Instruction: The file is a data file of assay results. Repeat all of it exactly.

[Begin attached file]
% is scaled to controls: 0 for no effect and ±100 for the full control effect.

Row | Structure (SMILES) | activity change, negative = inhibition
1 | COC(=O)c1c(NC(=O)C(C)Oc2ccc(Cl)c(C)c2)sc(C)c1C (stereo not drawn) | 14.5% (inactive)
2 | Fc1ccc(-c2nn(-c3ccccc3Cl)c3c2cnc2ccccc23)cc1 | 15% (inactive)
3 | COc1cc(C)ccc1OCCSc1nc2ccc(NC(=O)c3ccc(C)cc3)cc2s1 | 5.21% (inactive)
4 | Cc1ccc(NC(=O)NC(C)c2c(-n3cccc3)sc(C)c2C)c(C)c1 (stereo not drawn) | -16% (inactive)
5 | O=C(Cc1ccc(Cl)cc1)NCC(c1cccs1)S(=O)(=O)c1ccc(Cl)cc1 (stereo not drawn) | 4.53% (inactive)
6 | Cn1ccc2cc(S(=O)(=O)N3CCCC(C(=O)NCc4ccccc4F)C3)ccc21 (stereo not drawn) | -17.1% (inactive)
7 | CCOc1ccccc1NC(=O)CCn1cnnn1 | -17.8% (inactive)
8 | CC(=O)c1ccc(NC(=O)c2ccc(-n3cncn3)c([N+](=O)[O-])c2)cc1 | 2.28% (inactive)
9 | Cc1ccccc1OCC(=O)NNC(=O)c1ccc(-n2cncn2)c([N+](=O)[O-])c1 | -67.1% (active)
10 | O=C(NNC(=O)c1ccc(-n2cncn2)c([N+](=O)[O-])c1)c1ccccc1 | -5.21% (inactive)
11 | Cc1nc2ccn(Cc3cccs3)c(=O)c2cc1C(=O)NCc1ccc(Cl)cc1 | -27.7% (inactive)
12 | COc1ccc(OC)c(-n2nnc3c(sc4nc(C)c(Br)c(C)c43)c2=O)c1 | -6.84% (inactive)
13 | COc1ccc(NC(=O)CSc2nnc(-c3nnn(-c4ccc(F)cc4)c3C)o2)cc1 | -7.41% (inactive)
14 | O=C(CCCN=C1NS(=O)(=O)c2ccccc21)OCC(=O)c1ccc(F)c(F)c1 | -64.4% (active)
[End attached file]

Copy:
% is scaled to controls: 0 for no effect and ±100 for the full control effect.

Row | Structure (SMILES) | activity change, negative = inhibition
1 | COC(=O)c1c(NC(=O)C(C)Oc2ccc(Cl)c(C)c2)sc(C)c1C (stereo not drawn) | 14.5% (inactive)
2 | Fc1ccc(-c2nn(-c3ccccc3Cl)c3c2cnc2ccccc23)cc1 | 15% (inactive)
3 | COc1cc(C)ccc1OCCSc1nc2ccc(NC(=O)c3ccc(C)cc3)cc2s1 | 5.21% (inactive)
4 | Cc1ccc(NC(=O)NC(C)c2c(-n3cccc3)sc(C)c2C)c(C)c1 (stereo not drawn) | -16% (inactive)
5 | O=C(Cc1ccc(Cl)cc1)NCC(c1cccs1)S(=O)(=O)c1ccc(Cl)cc1 (stereo not drawn) | 4.53% (inactive)
6 | Cn1ccc2cc(S(=O)(=O)N3CCCC(C(=O)NCc4ccccc4F)C3)ccc21 (stereo not drawn) | -17.1% (inactive)
7 | CCOc1ccccc1NC(=O)CCn1cnnn1 | -17.8% (inactive)
8 | CC(=O)c1ccc(NC(=O)c2ccc(-n3cncn3)c([N+](=O)[O-])c2)cc1 | 2.28% (inactive)
9 | Cc1ccccc1OCC(=O)NNC(=O)c1ccc(-n2cncn2)c([N+](=O)[O-])c1 | -67.1% (active)
10 | O=C(NNC(=O)c1ccc(-n2cncn2)c([N+](=O)[O-])c1)c1ccccc1 | -5.21% (inactive)
11 | Cc1nc2ccn(Cc3cccs3)c(=O)c2cc1C(=O)NCc1ccc(Cl)cc1 | -27.7% (inactive)
12 | COc1ccc(OC)c(-n2nnc3c(sc4nc(C)c(Br)c(C)c43)c2=O)c1 | -6.84% (inactive)
13 | COc1ccc(NC(=O)CSc2nnc(-c3nnn(-c4ccc(F)cc4)c3C)o2)cc1 | -7.41% (inactive)
14 | O=C(CCCN=C1NS(=O)(=O)c2ccccc21)OCC(=O)c1ccc(F)c(F)c1 | -64.4% (active)